” Throwing Cheddar ” – Baseball Jargon

Informant: Matthew Henry McGeagh is my 19 year-old  twin brother. He was born and raised in Pacific Palisades, California. His family history comes from Irish, Catholic, Jewish, German, and Swedish roots; with an emphasis on the Irish culture. He attended Catholic school from kindergarten until 12th grade and was raised Catholic by his family as well. He played many sports growing up and is very athletic. He now plays baseball at the University of Pennsylvania.

Matt said, ” If a pitcher is throwing really fast, then we say that the pitcher is throwing ‘Cheddar’ or that he is throwing ‘Gas’.”

My brother told me that “Cheddar” has come from from a long line of random verbal lore in the baseball community. Originally if a pitcher threw the baseball fast, people would say that he is “throwing hard.” That came from the idea that it is hard to hit a fast pitch. At some point in the creation of baseball’s array of sayings and word replacements, an announcer said that a particularly hard-throwing pitcher was “throwing the good cheese.” Where that came from is unknown, but it stuck and players would be caught saying “Man this guys is throwing cheese today,” and using it whenever it deemed appropriate. My brother said that when he entered high school was when he heard the adaptation of throwing cheese. This adaptation was “Throwing Cheddar” or “Tossing Ched,” simply using a specific type of cheese as a substitute. My brother said this one really stuck, and is one of the only terms that he or his teammates using to describe a really good fastball.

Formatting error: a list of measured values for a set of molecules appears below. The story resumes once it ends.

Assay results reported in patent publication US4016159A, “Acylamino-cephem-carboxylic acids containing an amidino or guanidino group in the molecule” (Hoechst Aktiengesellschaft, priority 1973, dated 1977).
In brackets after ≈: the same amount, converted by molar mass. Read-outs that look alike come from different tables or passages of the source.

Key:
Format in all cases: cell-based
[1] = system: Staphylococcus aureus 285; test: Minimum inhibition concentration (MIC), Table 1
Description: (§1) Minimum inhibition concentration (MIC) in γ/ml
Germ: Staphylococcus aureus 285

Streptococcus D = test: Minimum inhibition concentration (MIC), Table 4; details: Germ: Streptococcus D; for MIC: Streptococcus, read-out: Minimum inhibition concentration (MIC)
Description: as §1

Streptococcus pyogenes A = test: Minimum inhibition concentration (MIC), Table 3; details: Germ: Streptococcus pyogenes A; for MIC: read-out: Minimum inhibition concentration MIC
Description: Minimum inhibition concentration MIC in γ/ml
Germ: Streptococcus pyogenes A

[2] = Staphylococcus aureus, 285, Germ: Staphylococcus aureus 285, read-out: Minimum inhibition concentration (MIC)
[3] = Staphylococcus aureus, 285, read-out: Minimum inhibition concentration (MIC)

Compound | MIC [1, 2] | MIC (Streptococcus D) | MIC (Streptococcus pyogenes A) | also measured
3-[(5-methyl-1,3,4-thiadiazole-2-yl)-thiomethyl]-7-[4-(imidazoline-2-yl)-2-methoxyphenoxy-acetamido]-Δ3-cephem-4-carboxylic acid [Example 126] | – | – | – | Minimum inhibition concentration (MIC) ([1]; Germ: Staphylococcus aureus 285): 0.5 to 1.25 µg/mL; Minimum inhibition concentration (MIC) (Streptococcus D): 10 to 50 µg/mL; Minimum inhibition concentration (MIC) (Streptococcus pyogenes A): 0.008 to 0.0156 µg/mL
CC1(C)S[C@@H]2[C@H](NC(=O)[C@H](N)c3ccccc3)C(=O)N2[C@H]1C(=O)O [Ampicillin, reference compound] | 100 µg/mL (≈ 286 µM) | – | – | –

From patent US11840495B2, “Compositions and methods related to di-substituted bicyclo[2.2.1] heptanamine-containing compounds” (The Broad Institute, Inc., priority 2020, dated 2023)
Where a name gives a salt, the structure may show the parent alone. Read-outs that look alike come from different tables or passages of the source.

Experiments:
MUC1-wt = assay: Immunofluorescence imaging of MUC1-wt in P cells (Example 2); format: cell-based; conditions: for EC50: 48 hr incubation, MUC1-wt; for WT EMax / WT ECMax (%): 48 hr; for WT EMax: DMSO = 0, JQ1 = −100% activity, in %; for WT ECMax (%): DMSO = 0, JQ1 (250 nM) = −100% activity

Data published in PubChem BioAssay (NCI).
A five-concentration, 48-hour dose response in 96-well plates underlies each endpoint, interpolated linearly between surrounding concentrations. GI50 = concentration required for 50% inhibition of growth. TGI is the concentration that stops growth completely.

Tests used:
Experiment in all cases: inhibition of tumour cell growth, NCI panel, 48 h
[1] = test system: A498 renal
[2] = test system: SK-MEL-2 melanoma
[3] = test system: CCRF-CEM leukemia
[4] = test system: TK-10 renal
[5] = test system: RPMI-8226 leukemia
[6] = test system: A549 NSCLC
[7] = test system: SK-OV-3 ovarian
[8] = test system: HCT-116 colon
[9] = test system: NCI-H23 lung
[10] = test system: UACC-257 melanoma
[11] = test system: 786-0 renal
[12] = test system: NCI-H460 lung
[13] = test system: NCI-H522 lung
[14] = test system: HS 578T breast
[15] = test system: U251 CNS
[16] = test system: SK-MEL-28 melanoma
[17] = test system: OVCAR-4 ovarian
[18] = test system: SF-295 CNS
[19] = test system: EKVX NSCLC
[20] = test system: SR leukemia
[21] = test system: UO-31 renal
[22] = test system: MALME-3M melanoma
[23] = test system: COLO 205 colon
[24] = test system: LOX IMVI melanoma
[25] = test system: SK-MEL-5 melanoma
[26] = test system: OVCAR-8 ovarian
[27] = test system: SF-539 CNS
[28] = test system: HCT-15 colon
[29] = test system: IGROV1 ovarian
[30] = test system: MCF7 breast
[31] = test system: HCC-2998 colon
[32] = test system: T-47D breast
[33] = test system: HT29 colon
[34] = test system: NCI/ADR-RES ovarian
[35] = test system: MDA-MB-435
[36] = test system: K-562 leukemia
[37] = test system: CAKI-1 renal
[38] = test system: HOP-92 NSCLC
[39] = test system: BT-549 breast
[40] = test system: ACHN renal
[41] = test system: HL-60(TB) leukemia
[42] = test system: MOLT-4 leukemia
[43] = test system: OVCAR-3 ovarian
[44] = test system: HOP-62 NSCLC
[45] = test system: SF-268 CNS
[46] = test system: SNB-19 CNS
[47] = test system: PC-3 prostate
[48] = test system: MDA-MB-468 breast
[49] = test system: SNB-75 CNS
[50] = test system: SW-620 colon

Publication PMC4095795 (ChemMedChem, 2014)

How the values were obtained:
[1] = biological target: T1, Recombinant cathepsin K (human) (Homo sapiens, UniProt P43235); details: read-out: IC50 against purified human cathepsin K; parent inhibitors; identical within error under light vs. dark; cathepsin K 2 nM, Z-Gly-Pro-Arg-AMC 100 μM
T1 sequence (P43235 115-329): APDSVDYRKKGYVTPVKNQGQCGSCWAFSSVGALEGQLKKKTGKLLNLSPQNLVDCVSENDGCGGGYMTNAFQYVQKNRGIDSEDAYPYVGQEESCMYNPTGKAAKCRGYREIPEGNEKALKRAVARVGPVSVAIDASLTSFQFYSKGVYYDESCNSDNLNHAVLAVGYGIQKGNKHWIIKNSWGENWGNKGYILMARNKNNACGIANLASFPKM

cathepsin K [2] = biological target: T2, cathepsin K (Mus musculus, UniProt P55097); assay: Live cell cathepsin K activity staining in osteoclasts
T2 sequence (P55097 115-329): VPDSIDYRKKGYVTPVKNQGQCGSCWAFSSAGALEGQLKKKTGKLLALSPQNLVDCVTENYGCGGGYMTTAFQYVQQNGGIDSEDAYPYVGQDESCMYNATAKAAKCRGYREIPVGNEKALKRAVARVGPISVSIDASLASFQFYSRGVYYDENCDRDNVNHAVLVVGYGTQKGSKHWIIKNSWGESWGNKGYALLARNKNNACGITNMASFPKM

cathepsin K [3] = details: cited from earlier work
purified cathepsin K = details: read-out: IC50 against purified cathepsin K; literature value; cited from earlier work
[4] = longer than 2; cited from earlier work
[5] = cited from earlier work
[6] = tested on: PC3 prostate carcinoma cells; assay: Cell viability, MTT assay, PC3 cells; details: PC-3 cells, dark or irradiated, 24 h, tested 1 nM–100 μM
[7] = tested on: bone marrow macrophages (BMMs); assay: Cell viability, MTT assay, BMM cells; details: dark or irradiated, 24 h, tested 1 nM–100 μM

This type of baseball jargon allows for players and dedicated fans to separate themselves from those who only kind of know the sport, or from those who don’t at all. Most people would know what a fastball is just by the terms of the within the word, but very few would understand what “throwing cheddar” meant. This adds a little exclusivity to the game and those who really care and are involved in it.

  • To see use of this particular speech, see bleow.
  • https://www.youtube.com/watch?v=cfLZIAgbE0I  (:55- 1:05)